FREE BRAKE & BATTERY INSPECTION
• SYNTHETIC BLEND OIL CHANGE • TIRE ROTATION & PRESSURE CHECK • BRAKE INSPECTION
• VEHICLE CHECKUP • FLUID TOP-OFF • BATTERY TEST • FILTER CHECK • BELTS & HOSES CHECK
Includes Up to 5 qts of Motorcraft, Semi-Synthetic Oil & Filter, Multi-Point Inspection, Top Off All Fluids. See Quick Lane® Manager for details. Offer valid with coupons. Expires 11/30/13
95 $ 95 $ 69 PERAXLE
Machine, rotors and drums not included. Offer good on most vehicles. See Quick Lane® Advisor for details. Offer valid with coupons. Expires 11/30/13.
After $30 Mail-In Rebate 18 month FREE replacement Some vehicles extra. Motorcraft BXL Fitments only. See Quick Lane® Advisor for details. Offer valid with coupons. Expires 11/30/13.
QuickLaneTire&AutoCenter (513) Located at Walt Sweeney Ford 5400 Glenway Ave., Cinti., OH 45238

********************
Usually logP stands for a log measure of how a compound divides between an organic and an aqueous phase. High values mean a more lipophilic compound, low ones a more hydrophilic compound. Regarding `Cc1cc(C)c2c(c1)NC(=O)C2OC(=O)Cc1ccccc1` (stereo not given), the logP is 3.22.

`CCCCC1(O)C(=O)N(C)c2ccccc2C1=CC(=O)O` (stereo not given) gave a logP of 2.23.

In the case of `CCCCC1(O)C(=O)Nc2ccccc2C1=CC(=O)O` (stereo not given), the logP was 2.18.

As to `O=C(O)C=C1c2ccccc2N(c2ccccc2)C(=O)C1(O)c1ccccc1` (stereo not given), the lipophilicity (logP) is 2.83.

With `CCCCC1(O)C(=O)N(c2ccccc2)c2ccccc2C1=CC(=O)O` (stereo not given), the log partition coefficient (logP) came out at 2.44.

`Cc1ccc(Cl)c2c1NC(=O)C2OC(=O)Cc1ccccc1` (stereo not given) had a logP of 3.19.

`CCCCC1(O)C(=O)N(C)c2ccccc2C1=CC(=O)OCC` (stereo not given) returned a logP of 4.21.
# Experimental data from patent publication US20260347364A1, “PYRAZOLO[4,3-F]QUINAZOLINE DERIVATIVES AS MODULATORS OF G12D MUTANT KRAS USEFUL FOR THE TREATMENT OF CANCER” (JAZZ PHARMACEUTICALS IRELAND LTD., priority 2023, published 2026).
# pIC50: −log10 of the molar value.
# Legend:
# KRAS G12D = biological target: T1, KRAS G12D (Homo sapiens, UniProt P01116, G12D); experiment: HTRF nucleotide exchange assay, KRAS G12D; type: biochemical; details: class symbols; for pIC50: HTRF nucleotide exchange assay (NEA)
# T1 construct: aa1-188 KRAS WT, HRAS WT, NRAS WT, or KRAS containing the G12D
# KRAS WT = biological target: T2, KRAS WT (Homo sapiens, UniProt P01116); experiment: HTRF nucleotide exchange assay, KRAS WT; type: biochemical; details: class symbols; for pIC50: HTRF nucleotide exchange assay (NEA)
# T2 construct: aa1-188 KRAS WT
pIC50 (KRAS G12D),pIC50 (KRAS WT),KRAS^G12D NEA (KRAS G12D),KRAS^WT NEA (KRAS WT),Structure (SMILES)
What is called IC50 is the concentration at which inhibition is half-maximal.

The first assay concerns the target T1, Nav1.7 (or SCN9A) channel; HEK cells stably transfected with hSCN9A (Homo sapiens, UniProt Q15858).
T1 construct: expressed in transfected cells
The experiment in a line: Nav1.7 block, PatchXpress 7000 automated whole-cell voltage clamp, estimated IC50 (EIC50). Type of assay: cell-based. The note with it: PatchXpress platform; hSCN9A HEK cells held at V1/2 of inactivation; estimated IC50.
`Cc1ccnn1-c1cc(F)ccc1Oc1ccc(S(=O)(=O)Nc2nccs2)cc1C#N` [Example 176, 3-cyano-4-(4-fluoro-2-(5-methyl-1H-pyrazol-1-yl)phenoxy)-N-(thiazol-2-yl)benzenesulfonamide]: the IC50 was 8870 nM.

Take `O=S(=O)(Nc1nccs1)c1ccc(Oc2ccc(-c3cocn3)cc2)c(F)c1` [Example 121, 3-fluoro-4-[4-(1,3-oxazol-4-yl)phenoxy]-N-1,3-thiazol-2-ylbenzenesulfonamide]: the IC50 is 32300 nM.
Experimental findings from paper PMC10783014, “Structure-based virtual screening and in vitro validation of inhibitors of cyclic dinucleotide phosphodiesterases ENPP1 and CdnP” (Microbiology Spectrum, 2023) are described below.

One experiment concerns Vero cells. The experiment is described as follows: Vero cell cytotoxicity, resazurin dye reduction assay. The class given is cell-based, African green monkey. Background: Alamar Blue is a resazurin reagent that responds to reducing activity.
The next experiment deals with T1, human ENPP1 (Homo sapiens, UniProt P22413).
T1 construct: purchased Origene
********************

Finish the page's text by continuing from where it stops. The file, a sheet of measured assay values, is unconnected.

Monday-Thursday 7:30 am - 6:30 pm Friday 7:30 am - 6:00 pm Saturday 7:30 am - 3:00 pm
The Quick Lane Located At Walt Sweeney Ford Will Save You Money!!!
Attention Veterans!!!! VA Mobile Health Unit
will be at Bass Pro Store 300 Cincinnati Mills Drive in Cincinnati Friday, November 29th from 8 a.m. - 2 p.m. Are you enrolled in the Veterans Affairs Healthcare system? Find out if you’re eligible for VA health care beneﬁts at the VA veterans mobile health unit. •HOW TO ACCESS VA HEALTH CARE •F.A.Q.’S •PENSION
•COMPENSATION •BURIAL BENEFITS
•BRING A COPY OF YOUR DD214
5261 Foley Rd. / Cincinnati, Ohio 45238 513-451-3600 www.shilohumc.com WORSHIP TIMES Saturday @ 5:30 pm Sunday @ 9:30 am & 11:00 am
PRESBYTERIAN OAK HILLS PRESBYTERIAN CHURCH 6233 Werk Rd. (Enter off Werkridge) 922-5448 Rev. Jerry Hill 10:00 a.m Worship & Sunday School
Come and worship in a small casual church that emphasizes the fellowship and mission in the community and globally. www.oakhillspc.com
UNITED CHURCH OF CHRIST A New Church in the Westside www.westsidereformed.org
Located at Walt Sweeney Ford
UNITED METHODIST CHURCH
Nursery Care Avail.